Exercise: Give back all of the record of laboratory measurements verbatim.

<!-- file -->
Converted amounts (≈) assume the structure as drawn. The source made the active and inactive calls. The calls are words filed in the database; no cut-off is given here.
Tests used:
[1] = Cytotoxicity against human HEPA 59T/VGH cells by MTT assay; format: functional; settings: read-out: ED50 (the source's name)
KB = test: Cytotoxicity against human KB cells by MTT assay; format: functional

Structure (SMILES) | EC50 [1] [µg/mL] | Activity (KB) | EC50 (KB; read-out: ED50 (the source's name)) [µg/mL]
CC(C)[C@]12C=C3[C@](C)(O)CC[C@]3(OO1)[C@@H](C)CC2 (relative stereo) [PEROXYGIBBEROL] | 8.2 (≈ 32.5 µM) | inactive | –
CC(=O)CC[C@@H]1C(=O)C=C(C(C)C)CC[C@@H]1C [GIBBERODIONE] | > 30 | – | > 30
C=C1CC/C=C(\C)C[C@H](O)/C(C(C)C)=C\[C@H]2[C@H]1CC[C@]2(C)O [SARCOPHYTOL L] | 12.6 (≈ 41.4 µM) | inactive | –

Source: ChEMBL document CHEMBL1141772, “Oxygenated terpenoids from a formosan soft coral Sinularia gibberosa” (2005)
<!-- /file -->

Converted amounts (≈) assume the structure as drawn. The source made the active and inactive calls. The calls are words filed in the database; no cut-off is given here.
Tests used:
[1] = Cytotoxicity against human HEPA 59T/VGH cells by MTT assay; format: functional; settings: read-out: ED50 (the source's name)
KB = test: Cytotoxicity against human KB cells by MTT assay; format: functional

Structure (SMILES) | EC50 [1] [µg/mL] | Activity (KB) | EC50 (KB; read-out: ED50 (the source's name)) [µg/mL]
CC(C)[C@]12C=C3[C@](C)(O)CC[C@]3(OO1)[C@@H](C)CC2 (relative stereo) [PEROXYGIBBEROL] | 8.2 (≈ 32.5 µM) | inactive | –
CC(=O)CC[C@@H]1C(=O)C=C(C(C)C)CC[C@@H]1C [GIBBERODIONE] | > 30 | – | > 30
C=C1CC/C=C(\C)C[C@H](O)/C(C(C)C)=C\[C@H]2[C@H]1CC[C@]2(C)O [SARCOPHYTOL L] | 12.6 (≈ 41.4 µM) | inactive | –

Source: ChEMBL document CHEMBL1141772, “Oxygenated terpenoids from a formosan soft coral Sinularia gibberosa” (2005)